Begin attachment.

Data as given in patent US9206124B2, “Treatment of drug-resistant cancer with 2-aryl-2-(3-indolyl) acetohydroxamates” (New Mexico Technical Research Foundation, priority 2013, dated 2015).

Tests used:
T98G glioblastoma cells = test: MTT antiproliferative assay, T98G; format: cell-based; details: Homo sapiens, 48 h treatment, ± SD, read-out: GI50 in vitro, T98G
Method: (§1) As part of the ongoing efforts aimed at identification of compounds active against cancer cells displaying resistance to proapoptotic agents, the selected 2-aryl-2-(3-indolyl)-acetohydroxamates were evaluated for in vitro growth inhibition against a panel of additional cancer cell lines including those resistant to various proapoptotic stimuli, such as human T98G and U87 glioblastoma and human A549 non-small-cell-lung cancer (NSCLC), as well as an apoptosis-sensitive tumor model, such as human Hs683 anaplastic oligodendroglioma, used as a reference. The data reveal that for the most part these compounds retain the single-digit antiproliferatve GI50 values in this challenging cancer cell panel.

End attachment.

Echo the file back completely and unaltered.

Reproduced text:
Data as given in patent US9206124B2, “Treatment of drug-resistant cancer with 2-aryl-2-(3-indolyl) acetohydroxamates” (New Mexico Technical Research Foundation, priority 2013, dated 2015).

Tests used:
T98G glioblastoma cells = test: MTT antiproliferative assay, T98G; format: cell-based; details: Homo sapiens, 48 h treatment, ± SD, read-out: GI50 in vitro, T98G
Method: (§1) As part of the ongoing efforts aimed at identification of compounds active against cancer cells displaying resistance to proapoptotic agents, the selected 2-aryl-2-(3-indolyl)-acetohydroxamates were evaluated for in vitro growth inhibition against a panel of additional cancer cell lines including those resistant to various proapoptotic stimuli, such as human T98G and U87 glioblastoma and human A549 non-small-cell-lung cancer (NSCLC), as well as an apoptosis-sensitive tumor model, such as human Hs683 anaplastic oligodendroglioma, used as a reference. The data reveal that for the most part these compounds retain the single-digit antiproliferatve GI50 values in this challenging cancer cell panel.